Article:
Few people would argue that moving ranks as one of the most stressful events in our lives. Piece by piece the things that comprise our lives are taken down, wrapped up and packed away.
Imagine what must be going through your dog’s mind when she sees her possessions being shipped away to a cloudy fate. Fortunately for her, dogs are more attached to people than to possessions or places. And if she’s accustomed to moving, she’ll probably take this next move in stride.
Still, leaving the place with all her familiar scents and sounds is going to be tough on her – which means it’s probably going to be tough on you.
Before the Move
While there is no way to make moving easier for yourself, there are some steps you can take to make the process less traumatic. The single most important piece of advice, the one that will affect all the others on your journey, is: Plan ahead!
That means you shouldn’t wait until the last minute to start packing in a furious, desperate rush. Begin packing nonessential items several weeks in advance, leaving your dog’s possessions alone until you are close to the move date. You may want to “stage” your home – pick a room that you know you can pack with all the boxes and make it off-limits to your dog. You’ll keep her out of the boxes, where she may hurt herself or damage your belongings. Try to minimize the impact on her routine.
For your convenience, mark each box with its contents. This is especially important for boxes with hazardous materials, such as cleaning solutions. Not only will this make unpacking vastly easier, but you’ll know which boxes to keep away from your dog after the move.
As the date of the move approaches, boxes will begin to line the halls and every room. When it is time to pack up your dog’s items, keep them all together. When you arrive at your new home, you can quickly unpack all that she knows and loves to help ease her transition in her new space.
Have your dog and all pets checked out by your veterinarian before moving and get appropriate documentation, such as:
If you are transporting your dog by airline, you need to make travel arrangements well in advance to the move. Each airline has its own rules regarding pets, and many won’t transport animals during certain times of the year. To learn more about these and other airline regulations, see the story Airline Rules for Flying With Dogs.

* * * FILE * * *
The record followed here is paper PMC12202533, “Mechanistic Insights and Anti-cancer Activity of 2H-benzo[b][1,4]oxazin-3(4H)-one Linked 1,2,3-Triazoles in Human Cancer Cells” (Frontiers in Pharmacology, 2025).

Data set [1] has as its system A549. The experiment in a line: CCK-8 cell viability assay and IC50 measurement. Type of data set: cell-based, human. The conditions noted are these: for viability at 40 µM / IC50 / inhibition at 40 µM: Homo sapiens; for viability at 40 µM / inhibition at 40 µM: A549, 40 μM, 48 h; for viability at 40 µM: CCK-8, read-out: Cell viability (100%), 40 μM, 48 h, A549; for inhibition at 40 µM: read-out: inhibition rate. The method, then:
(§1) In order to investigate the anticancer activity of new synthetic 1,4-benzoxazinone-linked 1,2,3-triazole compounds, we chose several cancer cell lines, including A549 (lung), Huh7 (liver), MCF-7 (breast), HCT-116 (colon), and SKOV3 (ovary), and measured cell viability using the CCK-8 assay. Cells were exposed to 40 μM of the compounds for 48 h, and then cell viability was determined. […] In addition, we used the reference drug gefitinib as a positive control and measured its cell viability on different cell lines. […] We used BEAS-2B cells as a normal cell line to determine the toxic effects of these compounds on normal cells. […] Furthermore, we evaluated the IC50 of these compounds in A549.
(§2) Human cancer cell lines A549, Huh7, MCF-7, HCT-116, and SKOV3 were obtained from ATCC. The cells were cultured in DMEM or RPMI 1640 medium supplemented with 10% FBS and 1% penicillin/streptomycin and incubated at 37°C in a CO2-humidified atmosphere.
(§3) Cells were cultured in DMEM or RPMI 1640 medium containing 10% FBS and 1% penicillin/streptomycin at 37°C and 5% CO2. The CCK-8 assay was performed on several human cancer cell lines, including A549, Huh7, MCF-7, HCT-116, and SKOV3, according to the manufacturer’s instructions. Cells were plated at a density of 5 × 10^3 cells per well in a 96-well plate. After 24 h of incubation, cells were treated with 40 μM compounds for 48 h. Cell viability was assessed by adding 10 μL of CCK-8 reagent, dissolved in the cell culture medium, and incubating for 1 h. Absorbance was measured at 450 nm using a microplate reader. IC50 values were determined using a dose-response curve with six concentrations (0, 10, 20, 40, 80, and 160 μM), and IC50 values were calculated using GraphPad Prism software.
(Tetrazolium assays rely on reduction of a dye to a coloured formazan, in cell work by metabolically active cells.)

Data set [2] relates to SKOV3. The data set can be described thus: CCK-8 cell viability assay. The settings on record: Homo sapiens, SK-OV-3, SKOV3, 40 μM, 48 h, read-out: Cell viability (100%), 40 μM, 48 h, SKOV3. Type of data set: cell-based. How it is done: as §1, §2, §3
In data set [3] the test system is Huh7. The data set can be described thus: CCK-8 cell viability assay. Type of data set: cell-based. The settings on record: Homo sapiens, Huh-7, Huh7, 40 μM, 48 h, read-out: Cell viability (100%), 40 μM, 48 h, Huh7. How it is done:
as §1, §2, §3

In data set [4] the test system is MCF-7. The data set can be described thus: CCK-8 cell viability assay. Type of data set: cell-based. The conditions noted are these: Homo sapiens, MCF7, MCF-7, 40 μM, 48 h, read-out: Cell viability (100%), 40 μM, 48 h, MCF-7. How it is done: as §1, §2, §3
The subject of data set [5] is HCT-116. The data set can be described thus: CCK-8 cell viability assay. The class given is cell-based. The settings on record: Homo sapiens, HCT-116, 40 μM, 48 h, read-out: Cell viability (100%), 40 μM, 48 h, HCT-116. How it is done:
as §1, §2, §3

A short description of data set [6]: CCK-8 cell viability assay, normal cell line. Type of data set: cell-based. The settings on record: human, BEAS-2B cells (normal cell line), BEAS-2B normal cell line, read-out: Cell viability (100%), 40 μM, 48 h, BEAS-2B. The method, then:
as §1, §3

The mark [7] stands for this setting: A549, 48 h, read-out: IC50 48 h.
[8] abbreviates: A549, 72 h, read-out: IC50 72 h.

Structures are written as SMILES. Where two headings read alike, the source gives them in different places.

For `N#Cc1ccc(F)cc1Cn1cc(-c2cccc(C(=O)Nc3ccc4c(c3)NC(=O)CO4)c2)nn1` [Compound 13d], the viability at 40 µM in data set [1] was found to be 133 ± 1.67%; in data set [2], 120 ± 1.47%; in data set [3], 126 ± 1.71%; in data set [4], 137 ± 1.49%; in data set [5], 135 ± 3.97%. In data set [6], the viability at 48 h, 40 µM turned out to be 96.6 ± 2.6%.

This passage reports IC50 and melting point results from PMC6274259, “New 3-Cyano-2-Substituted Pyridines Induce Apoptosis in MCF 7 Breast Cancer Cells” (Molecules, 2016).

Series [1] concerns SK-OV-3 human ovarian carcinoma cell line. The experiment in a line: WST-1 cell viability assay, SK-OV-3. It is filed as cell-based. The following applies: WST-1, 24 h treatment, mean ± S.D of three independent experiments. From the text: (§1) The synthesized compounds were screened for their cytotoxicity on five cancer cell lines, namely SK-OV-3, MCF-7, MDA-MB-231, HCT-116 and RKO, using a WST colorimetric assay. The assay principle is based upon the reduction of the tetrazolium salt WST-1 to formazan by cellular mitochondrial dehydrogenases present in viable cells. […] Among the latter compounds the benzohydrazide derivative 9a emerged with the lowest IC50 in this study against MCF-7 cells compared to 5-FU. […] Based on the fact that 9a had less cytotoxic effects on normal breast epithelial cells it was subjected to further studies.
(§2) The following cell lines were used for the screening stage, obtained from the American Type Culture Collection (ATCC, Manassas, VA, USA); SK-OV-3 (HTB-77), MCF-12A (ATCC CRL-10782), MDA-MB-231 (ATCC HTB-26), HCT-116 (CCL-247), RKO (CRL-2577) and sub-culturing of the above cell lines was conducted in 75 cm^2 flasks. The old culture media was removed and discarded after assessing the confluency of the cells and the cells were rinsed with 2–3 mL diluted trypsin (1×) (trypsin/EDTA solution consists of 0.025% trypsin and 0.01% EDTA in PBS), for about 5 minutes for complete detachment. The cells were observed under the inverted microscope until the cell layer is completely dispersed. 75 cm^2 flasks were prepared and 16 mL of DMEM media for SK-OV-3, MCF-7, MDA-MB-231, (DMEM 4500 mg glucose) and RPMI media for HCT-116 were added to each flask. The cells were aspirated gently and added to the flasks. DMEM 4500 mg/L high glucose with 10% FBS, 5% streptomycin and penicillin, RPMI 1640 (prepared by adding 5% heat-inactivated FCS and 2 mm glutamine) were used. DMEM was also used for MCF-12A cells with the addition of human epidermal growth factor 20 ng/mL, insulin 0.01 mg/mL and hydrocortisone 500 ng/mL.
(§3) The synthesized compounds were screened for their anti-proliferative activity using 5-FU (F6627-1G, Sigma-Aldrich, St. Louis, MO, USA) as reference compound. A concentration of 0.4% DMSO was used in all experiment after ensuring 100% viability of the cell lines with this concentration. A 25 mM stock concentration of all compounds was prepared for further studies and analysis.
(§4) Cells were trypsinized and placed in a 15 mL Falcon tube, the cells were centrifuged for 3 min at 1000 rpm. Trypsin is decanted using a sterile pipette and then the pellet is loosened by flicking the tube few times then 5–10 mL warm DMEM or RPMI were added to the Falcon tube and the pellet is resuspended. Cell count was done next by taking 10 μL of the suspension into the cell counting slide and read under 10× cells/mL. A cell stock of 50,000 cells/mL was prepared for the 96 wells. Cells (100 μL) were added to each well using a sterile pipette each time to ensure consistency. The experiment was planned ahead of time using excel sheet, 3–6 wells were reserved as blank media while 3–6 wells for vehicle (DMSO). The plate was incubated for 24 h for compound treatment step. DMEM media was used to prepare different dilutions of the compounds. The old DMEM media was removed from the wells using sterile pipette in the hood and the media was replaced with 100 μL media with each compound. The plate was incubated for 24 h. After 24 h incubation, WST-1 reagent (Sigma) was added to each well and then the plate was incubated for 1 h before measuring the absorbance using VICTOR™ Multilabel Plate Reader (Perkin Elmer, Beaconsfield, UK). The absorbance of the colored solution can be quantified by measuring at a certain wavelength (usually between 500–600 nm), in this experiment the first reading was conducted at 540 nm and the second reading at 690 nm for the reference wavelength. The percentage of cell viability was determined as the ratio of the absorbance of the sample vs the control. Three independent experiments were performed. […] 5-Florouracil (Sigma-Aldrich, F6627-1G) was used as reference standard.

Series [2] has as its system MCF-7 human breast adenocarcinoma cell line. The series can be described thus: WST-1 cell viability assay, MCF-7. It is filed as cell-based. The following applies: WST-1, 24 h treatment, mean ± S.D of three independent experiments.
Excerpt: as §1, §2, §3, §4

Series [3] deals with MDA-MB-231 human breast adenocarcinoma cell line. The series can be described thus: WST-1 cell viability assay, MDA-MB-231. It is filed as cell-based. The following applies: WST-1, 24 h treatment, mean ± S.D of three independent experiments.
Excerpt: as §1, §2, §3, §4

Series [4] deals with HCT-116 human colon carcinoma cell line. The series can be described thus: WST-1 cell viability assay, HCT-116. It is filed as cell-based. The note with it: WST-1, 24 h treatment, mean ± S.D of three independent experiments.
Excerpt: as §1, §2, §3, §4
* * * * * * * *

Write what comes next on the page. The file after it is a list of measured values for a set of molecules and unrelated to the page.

Whether you hired movers or bribed friends to help you huff the stuff yourself, it may be a good idea to have someone pet-sit your dog, preferably at their home. In the chaos that was once your house or apartment, your dog will have ample opportunity to get stepped on, hide in a box or even run out the door.
If keeping her at another location is not an option, put her in a safe room (such as the bathroom) with a “Keep Out” sign. Be sure to include her favorite toys, some food, water and some newspapers. Your dog, safely in her carrier or on a leash, should be the last item to move. Prepare a place in your car or truck cabin for her– don’t even think about sticking her in the back of the hot, stuffy moving truck. One hard jolt could bring half the contents crashing into your dog, not to mention the bruising your pet will suffer riding in the truck.
Before hitting the road with your dog, you should have pegged hotels along the way that permit pets, and plan to stop several times on the trip to let her stretch her legs. For more information on how to prepare your dog for a road trip, see the story Driving Rover.
When you arrive at your new home, bring your dog to another safe room you’ve thoroughly checked out, along with her favored possessions, food and water. You may want to leave a shirt and a blanket with your scent in the room, so she feels more secure.
After the sweat and the stress of moving, you now have the fun task of turning your new digs into a home for you and your dog. That means your days and weeks will be filled with unpacking boxes, some which may contain potentially dangerous material. Always move boxes with cleaning solution, soap, antifreeze, etc., to areas out of the reach of your dog.